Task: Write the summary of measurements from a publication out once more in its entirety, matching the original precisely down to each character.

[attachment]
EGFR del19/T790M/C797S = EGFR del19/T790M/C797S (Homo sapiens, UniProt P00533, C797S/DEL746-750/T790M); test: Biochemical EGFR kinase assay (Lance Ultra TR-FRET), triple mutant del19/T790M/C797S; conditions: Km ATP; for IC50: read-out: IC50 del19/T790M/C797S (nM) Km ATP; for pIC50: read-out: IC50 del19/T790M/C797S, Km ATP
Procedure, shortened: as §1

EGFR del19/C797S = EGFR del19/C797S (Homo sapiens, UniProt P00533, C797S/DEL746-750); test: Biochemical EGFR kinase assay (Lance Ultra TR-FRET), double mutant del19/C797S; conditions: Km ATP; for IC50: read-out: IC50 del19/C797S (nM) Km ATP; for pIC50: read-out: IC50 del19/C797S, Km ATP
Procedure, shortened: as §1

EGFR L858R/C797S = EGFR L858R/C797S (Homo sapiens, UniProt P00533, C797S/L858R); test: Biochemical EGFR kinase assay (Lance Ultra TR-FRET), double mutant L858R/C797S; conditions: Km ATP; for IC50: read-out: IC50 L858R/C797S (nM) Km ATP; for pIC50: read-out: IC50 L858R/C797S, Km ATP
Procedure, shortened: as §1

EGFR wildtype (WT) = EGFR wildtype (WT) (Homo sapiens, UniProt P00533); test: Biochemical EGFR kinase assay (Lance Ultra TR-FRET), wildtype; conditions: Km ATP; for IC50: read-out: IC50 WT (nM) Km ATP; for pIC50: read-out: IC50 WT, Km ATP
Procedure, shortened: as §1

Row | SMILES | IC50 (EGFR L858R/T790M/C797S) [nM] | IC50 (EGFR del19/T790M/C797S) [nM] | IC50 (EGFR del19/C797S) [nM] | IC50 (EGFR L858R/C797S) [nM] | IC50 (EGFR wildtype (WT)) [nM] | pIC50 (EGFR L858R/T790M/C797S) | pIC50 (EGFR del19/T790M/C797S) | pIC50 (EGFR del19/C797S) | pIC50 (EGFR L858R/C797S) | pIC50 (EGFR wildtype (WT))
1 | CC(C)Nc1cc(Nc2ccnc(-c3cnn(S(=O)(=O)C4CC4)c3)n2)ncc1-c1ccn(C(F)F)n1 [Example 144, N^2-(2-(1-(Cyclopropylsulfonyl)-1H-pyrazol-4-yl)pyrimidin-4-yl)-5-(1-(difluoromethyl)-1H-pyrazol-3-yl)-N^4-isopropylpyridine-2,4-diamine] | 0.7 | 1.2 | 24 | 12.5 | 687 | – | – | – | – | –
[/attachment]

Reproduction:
EGFR del19/T790M/C797S = EGFR del19/T790M/C797S (Homo sapiens, UniProt P00533, C797S/DEL746-750/T790M); test: Biochemical EGFR kinase assay (Lance Ultra TR-FRET), triple mutant del19/T790M/C797S; conditions: Km ATP; for IC50: read-out: IC50 del19/T790M/C797S (nM) Km ATP; for pIC50: read-out: IC50 del19/T790M/C797S, Km ATP
Procedure, shortened: as §1

EGFR del19/C797S = EGFR del19/C797S (Homo sapiens, UniProt P00533, C797S/DEL746-750); test: Biochemical EGFR kinase assay (Lance Ultra TR-FRET), double mutant del19/C797S; conditions: Km ATP; for IC50: read-out: IC50 del19/C797S (nM) Km ATP; for pIC50: read-out: IC50 del19/C797S, Km ATP
Procedure, shortened: as §1

EGFR L858R/C797S = EGFR L858R/C797S (Homo sapiens, UniProt P00533, C797S/L858R); test: Biochemical EGFR kinase assay (Lance Ultra TR-FRET), double mutant L858R/C797S; conditions: Km ATP; for IC50: read-out: IC50 L858R/C797S (nM) Km ATP; for pIC50: read-out: IC50 L858R/C797S, Km ATP
Procedure, shortened: as §1

EGFR wildtype (WT) = EGFR wildtype (WT) (Homo sapiens, UniProt P00533); test: Biochemical EGFR kinase assay (Lance Ultra TR-FRET), wildtype; conditions: Km ATP; for IC50: read-out: IC50 WT (nM) Km ATP; for pIC50: read-out: IC50 WT, Km ATP
Procedure, shortened: as §1

Row | SMILES | IC50 (EGFR L858R/T790M/C797S) [nM] | IC50 (EGFR del19/T790M/C797S) [nM] | IC50 (EGFR del19/C797S) [nM] | IC50 (EGFR L858R/C797S) [nM] | IC50 (EGFR wildtype (WT)) [nM] | pIC50 (EGFR L858R/T790M/C797S) | pIC50 (EGFR del19/T790M/C797S) | pIC50 (EGFR del19/C797S) | pIC50 (EGFR L858R/C797S) | pIC50 (EGFR wildtype (WT))
1 | CC(C)Nc1cc(Nc2ccnc(-c3cnn(S(=O)(=O)C4CC4)c3)n2)ncc1-c1ccn(C(F)F)n1 [Example 144, N^2-(2-(1-(Cyclopropylsulfonyl)-1H-pyrazol-4-yl)pyrimidin-4-yl)-5-(1-(difluoromethyl)-1H-pyrazol-3-yl)-N^4-isopropylpyridine-2,4-diamine] | 0.7 | 1.2 | 24 | 12.5 | 687 | – | – | – | – | –